I'm trying to find functions that fit certain criteria. I'm not sure if such functions even exist. The function I'm trying to find would take vectors of arbitrary integers for the input and would output an integer. It is one-to-one. Both the function and its inverse should be easy to compute with a computer. The inverse should output the original vector, with the elements in the same indices.

Just something I've been trying to think of. Thanks for all your help.


What you need is a bijection $\alpha : \mathbb{N}^2 \to \mathbb{N}$ which is easy to compute in both forward and backward directions. For example,

$$\begin{align} \mathbb{N}^2 \ni (m,n) & \quad\stackrel{\alpha}{\longrightarrow}\quad \frac{(m+n)(m+n+1)}{2} + m \in \mathbb{N}\\ \mathbb{N} \ni N & \quad\stackrel{\alpha^{-1}}{\longrightarrow}\quad (N - \frac{u(u+1)}{2},\frac{u(u+3)}{2} - N) \in \mathbb{N}^2, \end{align}$$ where $u = \lfloor\sqrt{2N+\frac14}-\frac12\rfloor$.

Once you have such a bijection, then given any $k \ge 1$ natural numbers $x_1, x_2, \ldots x_k$, you can encode it into a single natural number as:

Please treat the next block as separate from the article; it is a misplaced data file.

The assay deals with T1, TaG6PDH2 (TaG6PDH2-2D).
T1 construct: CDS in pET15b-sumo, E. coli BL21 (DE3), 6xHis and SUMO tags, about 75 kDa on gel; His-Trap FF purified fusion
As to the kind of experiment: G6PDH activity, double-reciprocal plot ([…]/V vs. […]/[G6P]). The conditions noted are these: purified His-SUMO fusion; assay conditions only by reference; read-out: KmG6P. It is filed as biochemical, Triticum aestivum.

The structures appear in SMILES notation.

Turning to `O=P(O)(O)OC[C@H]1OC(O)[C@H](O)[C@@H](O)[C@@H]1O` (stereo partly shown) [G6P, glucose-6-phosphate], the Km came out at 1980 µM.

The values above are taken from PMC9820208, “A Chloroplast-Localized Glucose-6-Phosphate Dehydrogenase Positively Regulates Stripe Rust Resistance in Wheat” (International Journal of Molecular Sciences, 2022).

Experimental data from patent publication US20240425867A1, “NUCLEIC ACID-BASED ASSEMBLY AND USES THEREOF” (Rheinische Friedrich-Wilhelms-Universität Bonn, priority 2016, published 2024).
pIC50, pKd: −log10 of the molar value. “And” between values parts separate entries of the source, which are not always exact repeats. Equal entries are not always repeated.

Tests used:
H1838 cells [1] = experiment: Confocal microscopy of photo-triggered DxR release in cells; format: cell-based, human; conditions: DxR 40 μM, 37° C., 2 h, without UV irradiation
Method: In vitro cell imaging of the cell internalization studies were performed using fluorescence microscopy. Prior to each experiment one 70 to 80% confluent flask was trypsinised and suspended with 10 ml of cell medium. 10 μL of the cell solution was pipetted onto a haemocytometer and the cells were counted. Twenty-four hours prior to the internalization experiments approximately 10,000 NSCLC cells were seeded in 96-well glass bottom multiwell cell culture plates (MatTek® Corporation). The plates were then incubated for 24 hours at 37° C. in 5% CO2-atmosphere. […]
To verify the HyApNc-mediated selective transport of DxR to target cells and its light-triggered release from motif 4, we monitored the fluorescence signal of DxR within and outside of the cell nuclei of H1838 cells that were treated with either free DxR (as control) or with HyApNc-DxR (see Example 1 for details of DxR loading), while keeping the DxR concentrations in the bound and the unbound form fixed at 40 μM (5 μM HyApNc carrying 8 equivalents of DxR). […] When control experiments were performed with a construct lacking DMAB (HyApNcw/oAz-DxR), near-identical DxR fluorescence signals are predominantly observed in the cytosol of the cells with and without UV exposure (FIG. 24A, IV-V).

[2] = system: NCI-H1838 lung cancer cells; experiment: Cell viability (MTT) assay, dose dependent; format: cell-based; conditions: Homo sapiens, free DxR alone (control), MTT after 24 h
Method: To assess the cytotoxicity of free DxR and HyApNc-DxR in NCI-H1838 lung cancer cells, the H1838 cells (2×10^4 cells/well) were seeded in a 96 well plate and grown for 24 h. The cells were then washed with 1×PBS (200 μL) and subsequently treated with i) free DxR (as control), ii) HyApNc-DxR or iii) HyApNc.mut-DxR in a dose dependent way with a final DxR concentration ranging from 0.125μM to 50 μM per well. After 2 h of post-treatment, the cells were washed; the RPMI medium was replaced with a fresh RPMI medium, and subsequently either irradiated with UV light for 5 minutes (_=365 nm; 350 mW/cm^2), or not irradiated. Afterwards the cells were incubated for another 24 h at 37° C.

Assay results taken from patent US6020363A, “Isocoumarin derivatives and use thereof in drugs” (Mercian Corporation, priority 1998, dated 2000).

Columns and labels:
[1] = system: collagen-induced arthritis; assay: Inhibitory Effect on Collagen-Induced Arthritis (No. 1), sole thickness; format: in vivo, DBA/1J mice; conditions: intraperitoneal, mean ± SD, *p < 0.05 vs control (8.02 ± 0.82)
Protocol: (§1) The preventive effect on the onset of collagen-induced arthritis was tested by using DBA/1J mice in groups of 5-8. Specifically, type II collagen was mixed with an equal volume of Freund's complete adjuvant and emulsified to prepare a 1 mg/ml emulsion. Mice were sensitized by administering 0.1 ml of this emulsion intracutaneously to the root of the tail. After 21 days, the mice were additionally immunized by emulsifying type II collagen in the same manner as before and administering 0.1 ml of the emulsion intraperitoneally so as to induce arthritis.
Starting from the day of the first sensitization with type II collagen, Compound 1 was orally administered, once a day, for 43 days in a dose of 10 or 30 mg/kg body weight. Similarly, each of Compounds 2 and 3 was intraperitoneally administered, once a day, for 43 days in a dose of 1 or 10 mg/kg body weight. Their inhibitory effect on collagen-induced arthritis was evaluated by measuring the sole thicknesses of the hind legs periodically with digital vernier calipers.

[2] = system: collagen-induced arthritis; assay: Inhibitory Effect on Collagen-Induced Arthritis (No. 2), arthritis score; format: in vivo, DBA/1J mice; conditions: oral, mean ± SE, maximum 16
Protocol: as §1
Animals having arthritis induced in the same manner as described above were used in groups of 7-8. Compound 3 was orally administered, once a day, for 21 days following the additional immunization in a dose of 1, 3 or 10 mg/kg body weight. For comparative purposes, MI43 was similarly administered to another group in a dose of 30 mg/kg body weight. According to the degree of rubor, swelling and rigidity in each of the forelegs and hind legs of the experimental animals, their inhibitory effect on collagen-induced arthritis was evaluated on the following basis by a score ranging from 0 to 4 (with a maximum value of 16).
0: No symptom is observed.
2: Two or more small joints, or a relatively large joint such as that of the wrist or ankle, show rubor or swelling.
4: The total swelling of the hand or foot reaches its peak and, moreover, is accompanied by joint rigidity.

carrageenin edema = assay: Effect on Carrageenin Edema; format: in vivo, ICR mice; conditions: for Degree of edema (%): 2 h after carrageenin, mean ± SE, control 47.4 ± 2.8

$$( x_1, \ldots, x_k ) \mapsto \alpha(k,\alpha(x_1,\alpha(\ldots,\alpha( x_{k-1}, x_{k} )))$$

To decode this number, you apply $\alpha^{-1}$ once to get $k$ and $\alpha(x_1,\alpha(\ldots,\alpha( x_{k-1}, x_{k} )))$. Knowing $k$, you know how many times you need to apply $\alpha^{-1}$ to the second piece and get all the $x_k$ back.

Other cases like:

  • encoding signed instead of unsigned integers
  • allow encoding of zero number of integers

can be handled in similar manner.

  • $\begingroup$ Thanks, this works great. Never really thought of it like that, interesting perspective $\endgroup$ – V9801 Jul 27 '13 at 23:42

Try a scheme like the enumeration of rational numbers. Here a 3-dimensional example: \begin{align} 0 &\mapsto (0,0,0) \\ 1 &\mapsto (1,0,0) \\ 2 &\mapsto (0,1,0) \\ 3 &\mapsto (0,0,1) \\ 4 &\mapsto (2,0,0) \\ 5 &\mapsto (1,1,0) \\ 6 &\mapsto (1,0,1) \\ 7 &\mapsto (0,2,0) \\ 8 &\mapsto (0,1,1) \\ 9 & \mapsto (0,0,2) \end{align}

Then all vectors with entries summing up to 3, 4, etc.

If you allow for negative entries, first sum up all with sum of absolute values equa 1, then 2, etc.


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